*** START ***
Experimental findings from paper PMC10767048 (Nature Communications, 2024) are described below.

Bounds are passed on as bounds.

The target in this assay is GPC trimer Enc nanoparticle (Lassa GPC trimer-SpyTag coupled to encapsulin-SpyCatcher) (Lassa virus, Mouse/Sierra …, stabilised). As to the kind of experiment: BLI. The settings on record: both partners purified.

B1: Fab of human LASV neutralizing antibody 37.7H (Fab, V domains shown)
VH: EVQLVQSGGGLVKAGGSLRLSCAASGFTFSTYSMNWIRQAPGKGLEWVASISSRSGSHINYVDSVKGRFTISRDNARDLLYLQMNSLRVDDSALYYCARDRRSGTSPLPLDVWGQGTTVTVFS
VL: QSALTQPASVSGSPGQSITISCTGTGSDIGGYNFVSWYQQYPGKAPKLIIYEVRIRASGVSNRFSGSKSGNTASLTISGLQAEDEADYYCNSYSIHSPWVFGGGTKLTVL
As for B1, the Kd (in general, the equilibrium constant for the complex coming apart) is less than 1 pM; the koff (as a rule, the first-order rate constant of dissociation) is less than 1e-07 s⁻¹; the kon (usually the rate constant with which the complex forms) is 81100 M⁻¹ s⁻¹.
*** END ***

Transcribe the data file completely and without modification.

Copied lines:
Experimental findings from paper PMC10767048 (Nature Communications, 2024) are described below.

Bounds are passed on as bounds.

The target in this assay is GPC trimer Enc nanoparticle (Lassa GPC trimer-SpyTag coupled to encapsulin-SpyCatcher) (Lassa virus, Mouse/Sierra …, stabilised). As to the kind of experiment: BLI. The settings on record: both partners purified.

B1: Fab of human LASV neutralizing antibody 37.7H (Fab, V domains shown)
VH: EVQLVQSGGGLVKAGGSLRLSCAASGFTFSTYSMNWIRQAPGKGLEWVASISSRSGSHINYVDSVKGRFTISRDNARDLLYLQMNSLRVDDSALYYCARDRRSGTSPLPLDVWGQGTTVTVFS
VL: QSALTQPASVSGSPGQSITISCTGTGSDIGGYNFVSWYQQYPGKAPKLIIYEVRIRASGVSNRFSGSKSGNTASLTISGLQAEDEADYYCNSYSIHSPWVFGGGTKLTVL
As for B1, the Kd (in general, the equilibrium constant for the complex coming apart) is less than 1 pM; the koff (as a rule, the first-order rate constant of dissociation) is less than 1e-07 s⁻¹; the kon (usually the rate constant with which the complex forms) is 81100 M⁻¹ s⁻¹.